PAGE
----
Becoming decent at writing
Part of the New Guinea Commerce Winners Don’t Cheat Series.
By Sean Jacobs
In 2006 a university lecturer told us that if there was anything to ‘get’ out of a university degree it was to become a decent writer. Doing so, he added, would make our professional lives much easier.
Almost a decade into my career I’ve seen his point validated more times than I can recall. From writing policy briefs for Australian Prime Ministers to slide presentations for Fijian swimming coaches, I’ve seen that reaching a decent standard of writing is a key skill in many professional (and even personal) arenas.
Getting there, however, is tough. At least I found it so. Submitting assignments and other written pieces over the years I always believed I had delivered world-shifting prose matched with unique insight. My tutors, I thought, simply didn’t know what good writing was. Like the fool driving down the wrong side of the road, and thinking everyone else was crazy, this process was an example of ignorance at its finest.
Taking feedback about your writing is hard because, quite simply, it means putting your ego in the back-pocket. And it means a sobering reflection on current capacities. But it’s here when you can start to get better. ‘Once I realized how little I knew about writing,’ says the prolific writer and economist Thomas Sowell, ‘I could start to learn.’
Despite being a hard path to follow I’ve strangely found that, perhaps more than any other skill, writing is incredibly easy to work on – you don’t need a swimming pool, a running park or a gym. From sitting on a bus to lying in bed writing can be worked on at any time. Here are a couple of simple things that have helped me so far.
First, I’ve found examples of decent writing and cherished them. We all have passages, writers and turns of phrase that tug a chord with us. I say ‘cherish them’ because, without recording them, you will inevitably forget. I tab up each book or article I read with mini post-it notes (or the highlighter on kindle), then take notes and save them on my computer.
I obviously extract more from some books compared to others in terms of literary value and writing content. I took about 2,500 words of notes from Nick Cater’s The Lucky Culture, for example, but only 600 words from Rupert McGuiness’ biography of the rugby player George Smith. This process is certainly not fun but it helps me improve.
Second, I continue spending a huge amount of time reading and building knowledge. It took me about four years of reading around fifty to seventy books a year before I thought seriously about submitting something for publication. And even when I did I was knocked back.
Third, find your authentic voice. I enjoy travel writers like the late Patrick Leigh Fermour but, in the end, I could never write like him. His swashbuckling and enchanting words are great to read but simply aren’t for me to put on paper. I enjoy the beauty of plain writing.
Expanding on this idea of ‘your authentic voice’ the late Christopher Hitchens – a formidable speaker as well as writer – advised his writing classes the following:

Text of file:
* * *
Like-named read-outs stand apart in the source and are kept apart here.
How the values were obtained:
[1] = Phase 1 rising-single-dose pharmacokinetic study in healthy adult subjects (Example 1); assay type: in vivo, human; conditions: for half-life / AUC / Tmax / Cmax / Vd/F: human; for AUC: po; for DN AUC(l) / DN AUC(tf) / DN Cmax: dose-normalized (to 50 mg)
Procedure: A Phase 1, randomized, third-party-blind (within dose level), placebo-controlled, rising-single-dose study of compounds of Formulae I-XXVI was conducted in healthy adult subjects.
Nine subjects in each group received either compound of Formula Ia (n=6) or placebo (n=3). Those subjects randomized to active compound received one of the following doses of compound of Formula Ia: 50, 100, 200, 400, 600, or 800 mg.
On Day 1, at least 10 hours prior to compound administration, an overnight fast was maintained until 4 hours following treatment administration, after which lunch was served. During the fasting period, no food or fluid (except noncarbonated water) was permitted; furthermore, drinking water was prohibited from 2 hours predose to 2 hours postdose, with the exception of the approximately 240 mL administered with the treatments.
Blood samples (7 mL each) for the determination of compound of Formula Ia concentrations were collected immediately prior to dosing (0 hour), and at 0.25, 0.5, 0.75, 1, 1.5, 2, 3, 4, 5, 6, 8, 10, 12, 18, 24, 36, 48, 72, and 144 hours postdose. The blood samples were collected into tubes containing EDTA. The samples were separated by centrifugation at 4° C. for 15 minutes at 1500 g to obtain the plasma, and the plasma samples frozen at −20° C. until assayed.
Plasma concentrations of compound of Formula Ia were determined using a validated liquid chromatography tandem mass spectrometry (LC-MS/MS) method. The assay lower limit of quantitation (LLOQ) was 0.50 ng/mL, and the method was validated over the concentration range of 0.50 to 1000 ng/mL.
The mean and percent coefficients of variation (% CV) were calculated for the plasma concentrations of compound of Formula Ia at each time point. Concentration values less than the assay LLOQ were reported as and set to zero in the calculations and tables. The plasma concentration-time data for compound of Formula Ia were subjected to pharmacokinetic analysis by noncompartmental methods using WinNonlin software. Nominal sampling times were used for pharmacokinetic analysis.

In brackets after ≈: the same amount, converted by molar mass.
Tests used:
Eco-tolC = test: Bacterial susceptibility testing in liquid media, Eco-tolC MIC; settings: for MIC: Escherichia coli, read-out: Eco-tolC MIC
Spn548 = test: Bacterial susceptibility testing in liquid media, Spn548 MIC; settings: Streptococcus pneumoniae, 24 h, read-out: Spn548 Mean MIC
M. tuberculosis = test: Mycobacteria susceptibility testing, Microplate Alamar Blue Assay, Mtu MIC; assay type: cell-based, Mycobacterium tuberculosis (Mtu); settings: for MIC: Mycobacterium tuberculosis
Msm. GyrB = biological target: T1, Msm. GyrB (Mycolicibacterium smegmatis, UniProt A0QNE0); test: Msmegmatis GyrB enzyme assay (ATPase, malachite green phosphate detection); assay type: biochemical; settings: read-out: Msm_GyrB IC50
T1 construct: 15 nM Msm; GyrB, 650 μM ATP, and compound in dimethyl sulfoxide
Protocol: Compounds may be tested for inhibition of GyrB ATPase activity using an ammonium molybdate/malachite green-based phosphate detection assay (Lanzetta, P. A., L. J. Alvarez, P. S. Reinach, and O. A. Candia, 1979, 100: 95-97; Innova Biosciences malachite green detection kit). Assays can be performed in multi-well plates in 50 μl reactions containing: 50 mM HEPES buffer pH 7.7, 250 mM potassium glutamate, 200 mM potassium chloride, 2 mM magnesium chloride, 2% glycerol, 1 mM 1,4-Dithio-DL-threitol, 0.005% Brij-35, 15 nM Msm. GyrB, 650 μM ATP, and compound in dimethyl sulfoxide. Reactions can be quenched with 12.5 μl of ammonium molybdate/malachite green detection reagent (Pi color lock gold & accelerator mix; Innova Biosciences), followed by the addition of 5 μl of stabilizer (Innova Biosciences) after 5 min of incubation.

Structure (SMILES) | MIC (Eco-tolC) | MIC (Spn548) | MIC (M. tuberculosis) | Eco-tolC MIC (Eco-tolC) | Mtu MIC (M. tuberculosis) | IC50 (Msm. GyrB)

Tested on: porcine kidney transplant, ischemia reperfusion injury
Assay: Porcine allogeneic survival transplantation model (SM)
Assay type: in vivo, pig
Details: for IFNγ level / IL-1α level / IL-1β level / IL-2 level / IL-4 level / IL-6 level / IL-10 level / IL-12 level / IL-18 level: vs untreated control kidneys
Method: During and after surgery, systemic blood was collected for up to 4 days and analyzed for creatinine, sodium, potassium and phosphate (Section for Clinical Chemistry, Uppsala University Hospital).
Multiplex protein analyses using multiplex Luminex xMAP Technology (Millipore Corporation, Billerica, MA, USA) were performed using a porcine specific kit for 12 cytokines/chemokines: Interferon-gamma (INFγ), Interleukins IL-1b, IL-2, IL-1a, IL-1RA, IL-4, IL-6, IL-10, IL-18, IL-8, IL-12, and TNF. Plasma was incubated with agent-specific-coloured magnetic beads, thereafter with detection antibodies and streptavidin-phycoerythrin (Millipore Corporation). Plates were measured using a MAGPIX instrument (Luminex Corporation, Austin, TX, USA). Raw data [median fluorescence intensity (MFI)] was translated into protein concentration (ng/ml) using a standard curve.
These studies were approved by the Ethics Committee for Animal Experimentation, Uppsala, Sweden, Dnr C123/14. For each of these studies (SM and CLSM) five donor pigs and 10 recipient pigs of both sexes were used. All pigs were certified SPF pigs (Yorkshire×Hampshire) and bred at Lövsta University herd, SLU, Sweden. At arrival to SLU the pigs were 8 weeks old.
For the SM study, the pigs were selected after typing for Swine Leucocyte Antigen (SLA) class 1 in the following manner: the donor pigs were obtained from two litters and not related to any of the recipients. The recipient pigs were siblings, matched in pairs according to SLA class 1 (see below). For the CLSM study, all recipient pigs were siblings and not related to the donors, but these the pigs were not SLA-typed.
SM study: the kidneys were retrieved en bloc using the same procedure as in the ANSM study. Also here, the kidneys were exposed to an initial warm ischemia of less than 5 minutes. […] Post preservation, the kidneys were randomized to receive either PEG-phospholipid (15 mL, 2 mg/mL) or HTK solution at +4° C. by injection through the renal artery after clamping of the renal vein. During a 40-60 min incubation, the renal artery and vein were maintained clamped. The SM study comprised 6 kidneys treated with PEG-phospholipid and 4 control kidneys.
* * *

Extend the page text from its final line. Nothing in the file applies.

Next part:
I told them to read every composition aloud, preferably to a trusted friend. The rules are much the same: Avoid stock expressions (like the plague, as William Safire used to say) and repetitions. Don’t say that as a boy your grandmother used to read to you, unless at that stage of her life she really was a boy, in which case you have probably thrown away a better intro. If something is worth hearing or listening to, it’s very probably worth reading. So, this above all: Find your own voice.
Four, I’ve learned to write for the right context. Policy briefs, for example, are not places where you drop the names of scholars and lengthen out sentences to meet word counts. Universities and schools, however, are places where you can be given such latitude. Like my first point above, cherishing or mimicking good writing is achievable in any arena. Get hold of good memos, letters, briefs, emails, invoices, plans and mimic their coherence and layout.
One most obvious mistake I’ve been guilty of, and continue to see, is wordiness. We’ve all seen lengthy emails and wondered why they’re so long but say so little. Learning to use fewer words takes time but it can be a great way to improve your communication skills, direct outcomes and increase your own productivity.
The last activity that’s helped me to improve my writing is simply giving myself time to keep revising and crafting. A few years ago a submission I wrote to the Australian Institute of International Affairs Emerging Scholars Series was knocked back. I felt totally dejected but, for the better part of a year, I worked hard on another paper. Day after day, week after week, I continued to shape and recraft.
The editor changed just one word of my new submission. This is a good testament not just to bouncing back from rejection – an experience all great writers endure – but simply giving yourself time to sharpen up your written words.
Finally, better writing can lead to a better mind. It was said of Malcolm X that, with books and reading, ‘the honour roll student reappeared and the layers of street life faded.’ My writing story has followed a similar theme. Improved writing has helped me to lay out thoughts, be more methodical and refined the delivery of my message.